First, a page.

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Friday, July 19, 2013

Charter Founder: Linda Moore, Elsie Whitlow Stokes Community Freedom PCS

Elsie Whitlow Stokes Community Freedom PCS Founder Linda Moore 

“Creating a school is the best job I ever had”
Linda Moore, Elsie Whitlow Stokes Community Freedom PCS

After we submitted our application, I immediately went home and took a nap. I was absolutely exhausted after staying up all night completing the proposal. Technology was not as user-friendly 15 years ago as it is today and the cold, dank basement of my home had served as charter school central for completing the application to create DC’s first-ever French and Spanish bilingual elementary public charter school.

When we applied, DC still had two charter authorizers, and we had submitted to the D.C. Board of Education. During the review process, I thought, “Why are the reviewers asking these particular questions?  What is it that I haven’t made clear?”

While numerous people contributed to developing the design of the Elsie Whitlow Stokes School, when the Board of Education finally approved the school, I was a little sad because I was the sole representative of our group present.  The review panel had asked us to go back so many times and do so many revisions that I had become reluctant to ask people to join me at the meetings.  That day I expected to have to meet more conditions before approval but, instead, I got a green light. I never thought that would be the moment when my dream to open a school would become a reality. But I always had confidence that the school would someday come to be.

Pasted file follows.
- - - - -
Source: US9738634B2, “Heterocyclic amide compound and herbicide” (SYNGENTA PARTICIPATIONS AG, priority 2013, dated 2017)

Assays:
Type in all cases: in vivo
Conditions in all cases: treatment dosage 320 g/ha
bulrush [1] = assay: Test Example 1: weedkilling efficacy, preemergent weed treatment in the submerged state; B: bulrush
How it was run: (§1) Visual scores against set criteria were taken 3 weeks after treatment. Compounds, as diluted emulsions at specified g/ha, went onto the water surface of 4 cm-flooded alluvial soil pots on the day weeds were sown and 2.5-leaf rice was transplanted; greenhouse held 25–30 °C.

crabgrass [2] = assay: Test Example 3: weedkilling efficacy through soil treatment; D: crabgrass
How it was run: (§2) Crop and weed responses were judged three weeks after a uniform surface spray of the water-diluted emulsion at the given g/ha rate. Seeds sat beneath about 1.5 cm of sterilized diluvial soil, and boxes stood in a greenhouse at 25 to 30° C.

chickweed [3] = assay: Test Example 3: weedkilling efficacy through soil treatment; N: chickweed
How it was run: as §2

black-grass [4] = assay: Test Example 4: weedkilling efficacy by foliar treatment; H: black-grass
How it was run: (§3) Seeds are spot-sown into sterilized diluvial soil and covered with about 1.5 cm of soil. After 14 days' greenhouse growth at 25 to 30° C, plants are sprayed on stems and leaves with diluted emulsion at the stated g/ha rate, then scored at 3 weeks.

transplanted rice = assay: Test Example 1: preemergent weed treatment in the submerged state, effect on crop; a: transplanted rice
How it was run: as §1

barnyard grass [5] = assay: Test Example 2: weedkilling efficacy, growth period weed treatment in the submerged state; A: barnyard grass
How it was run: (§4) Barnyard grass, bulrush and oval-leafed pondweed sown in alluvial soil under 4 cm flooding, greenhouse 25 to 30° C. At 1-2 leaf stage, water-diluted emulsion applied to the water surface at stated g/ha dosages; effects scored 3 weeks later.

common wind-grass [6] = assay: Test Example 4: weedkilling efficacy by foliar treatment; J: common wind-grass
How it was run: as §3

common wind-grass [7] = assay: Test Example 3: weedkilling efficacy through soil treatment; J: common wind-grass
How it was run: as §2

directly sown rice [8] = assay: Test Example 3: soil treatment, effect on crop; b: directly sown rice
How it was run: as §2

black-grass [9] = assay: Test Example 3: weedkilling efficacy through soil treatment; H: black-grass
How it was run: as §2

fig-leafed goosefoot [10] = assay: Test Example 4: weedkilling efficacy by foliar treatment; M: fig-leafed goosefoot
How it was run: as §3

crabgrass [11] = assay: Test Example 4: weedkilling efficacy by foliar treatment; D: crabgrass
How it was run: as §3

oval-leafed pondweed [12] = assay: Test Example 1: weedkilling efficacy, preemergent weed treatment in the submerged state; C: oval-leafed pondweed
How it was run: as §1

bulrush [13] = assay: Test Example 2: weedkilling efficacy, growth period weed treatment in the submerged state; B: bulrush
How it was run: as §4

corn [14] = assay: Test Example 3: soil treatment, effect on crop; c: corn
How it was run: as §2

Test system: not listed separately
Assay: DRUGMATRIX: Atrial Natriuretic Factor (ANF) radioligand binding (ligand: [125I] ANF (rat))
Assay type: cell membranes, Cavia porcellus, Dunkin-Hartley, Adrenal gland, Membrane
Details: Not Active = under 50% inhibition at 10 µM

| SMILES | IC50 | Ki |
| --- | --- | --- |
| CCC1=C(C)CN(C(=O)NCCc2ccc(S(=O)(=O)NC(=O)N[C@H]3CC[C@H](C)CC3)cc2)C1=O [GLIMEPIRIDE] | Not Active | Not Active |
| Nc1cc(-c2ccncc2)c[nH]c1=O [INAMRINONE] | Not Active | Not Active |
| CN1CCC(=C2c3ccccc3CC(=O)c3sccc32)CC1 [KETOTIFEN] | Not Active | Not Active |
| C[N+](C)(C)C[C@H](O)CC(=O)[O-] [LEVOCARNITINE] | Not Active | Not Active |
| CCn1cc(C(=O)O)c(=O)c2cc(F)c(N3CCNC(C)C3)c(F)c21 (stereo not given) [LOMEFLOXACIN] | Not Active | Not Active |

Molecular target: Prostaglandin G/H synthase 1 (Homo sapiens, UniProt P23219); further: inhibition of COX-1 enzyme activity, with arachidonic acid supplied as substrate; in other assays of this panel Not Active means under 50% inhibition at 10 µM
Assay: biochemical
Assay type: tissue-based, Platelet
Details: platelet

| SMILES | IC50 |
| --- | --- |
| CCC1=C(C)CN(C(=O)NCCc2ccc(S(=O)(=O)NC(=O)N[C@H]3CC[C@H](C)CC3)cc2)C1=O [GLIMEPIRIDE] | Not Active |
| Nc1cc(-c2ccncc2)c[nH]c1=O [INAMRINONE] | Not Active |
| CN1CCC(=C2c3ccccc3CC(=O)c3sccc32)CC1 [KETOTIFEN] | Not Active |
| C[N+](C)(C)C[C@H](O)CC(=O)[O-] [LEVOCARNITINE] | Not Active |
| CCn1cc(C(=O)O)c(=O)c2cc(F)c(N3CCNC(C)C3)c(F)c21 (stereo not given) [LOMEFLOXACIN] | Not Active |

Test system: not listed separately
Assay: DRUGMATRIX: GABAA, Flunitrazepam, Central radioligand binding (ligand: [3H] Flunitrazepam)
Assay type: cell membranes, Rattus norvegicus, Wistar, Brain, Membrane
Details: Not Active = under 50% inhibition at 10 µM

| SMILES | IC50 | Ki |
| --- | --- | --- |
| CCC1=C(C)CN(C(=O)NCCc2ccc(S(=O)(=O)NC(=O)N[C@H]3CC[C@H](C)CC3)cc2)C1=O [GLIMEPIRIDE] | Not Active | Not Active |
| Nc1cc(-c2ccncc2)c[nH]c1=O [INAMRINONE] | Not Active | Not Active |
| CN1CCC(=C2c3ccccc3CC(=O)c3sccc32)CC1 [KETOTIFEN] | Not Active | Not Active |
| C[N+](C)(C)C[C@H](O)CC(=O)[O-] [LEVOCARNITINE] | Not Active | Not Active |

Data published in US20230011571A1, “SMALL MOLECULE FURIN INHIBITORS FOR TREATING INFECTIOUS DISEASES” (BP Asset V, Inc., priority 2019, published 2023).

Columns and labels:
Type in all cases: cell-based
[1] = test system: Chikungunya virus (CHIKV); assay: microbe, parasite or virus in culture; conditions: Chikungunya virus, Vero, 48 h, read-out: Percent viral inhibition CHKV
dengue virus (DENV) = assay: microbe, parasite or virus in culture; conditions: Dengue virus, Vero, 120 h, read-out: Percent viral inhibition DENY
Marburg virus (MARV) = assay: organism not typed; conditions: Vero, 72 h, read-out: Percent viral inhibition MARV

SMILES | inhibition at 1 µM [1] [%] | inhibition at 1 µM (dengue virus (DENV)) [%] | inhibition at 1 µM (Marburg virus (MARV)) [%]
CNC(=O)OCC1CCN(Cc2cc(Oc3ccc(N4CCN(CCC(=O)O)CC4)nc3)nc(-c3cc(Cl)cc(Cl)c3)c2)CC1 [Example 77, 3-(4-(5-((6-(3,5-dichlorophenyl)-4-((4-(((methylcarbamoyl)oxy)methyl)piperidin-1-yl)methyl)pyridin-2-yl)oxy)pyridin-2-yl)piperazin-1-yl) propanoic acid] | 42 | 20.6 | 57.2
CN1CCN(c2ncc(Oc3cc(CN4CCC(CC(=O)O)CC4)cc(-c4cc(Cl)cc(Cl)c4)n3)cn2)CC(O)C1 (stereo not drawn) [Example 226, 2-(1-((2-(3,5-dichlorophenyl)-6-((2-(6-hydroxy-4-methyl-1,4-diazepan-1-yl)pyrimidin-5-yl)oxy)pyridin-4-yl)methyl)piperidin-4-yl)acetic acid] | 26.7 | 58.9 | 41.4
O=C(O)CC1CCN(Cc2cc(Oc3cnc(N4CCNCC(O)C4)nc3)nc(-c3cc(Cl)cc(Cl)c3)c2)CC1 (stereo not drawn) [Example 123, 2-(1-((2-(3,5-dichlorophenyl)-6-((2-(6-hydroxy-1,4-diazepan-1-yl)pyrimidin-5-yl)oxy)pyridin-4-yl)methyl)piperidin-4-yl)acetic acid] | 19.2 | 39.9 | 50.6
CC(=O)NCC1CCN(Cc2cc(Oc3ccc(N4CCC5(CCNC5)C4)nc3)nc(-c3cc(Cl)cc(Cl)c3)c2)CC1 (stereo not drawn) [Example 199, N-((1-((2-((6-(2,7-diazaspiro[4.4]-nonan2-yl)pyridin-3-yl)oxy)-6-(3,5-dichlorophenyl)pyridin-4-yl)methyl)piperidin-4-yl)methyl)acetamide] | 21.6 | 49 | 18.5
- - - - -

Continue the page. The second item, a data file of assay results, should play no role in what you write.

Now, surrounded by our 350 students and dedicated teachers who make up our school community, I’m anything but alone. Each year as our students return, I look forward to the possibilities. In our case, that means welcoming another new cohort of three and four-year-old students eager to attend “real” school - and learn Spanish or French while they are doing that - and greeting the older students who have matured and learned important lessons over the summer.  For the past 15 years that the school has been open, I have seen our scholars fulfill the promise of discovering new learning, making new friends, exercising leadership in serving others.

Creating a school is the best job I ever had.  It is also my most challenging job ever. But I would not trade these experiences for any other.

Elsie Whitlow Stokes Community Freedom Public Charter School opened with 35 students in kindergarten and first grade in September 1998 in a rented space in the basement of St. Stephen and the Incarnation Episcopal Church in Ward 1. Today, Elsie Whitlow Stokes Community Freedom Public Charter School owns its building in Ward 5, and serves 350 students in grades PK3 to 6. 

Posted by: PCSB at 3:30 p.m.
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Monday, May 20, 2013

Charter Founder: Josh Kern, Thurgood Marshall Academy

Thurgood Marshall Academy founder Josh Kern 

One in an occasional series about DC charter school founders.

"People Didn't Think it was Possible"
Josh Kern, Thurgood Marshall Academy

I have no recollection of actually turning in the application. I remember getting the message that we were conditionally approved. I was biking from Seattle to San Francisco. I stopped by a payphone to check my messages and there was one from the PCSB. I was literally on the side of the highway on my bicycle when I learned that my dream to open a law-themed high school in Ward 8 would become a reality.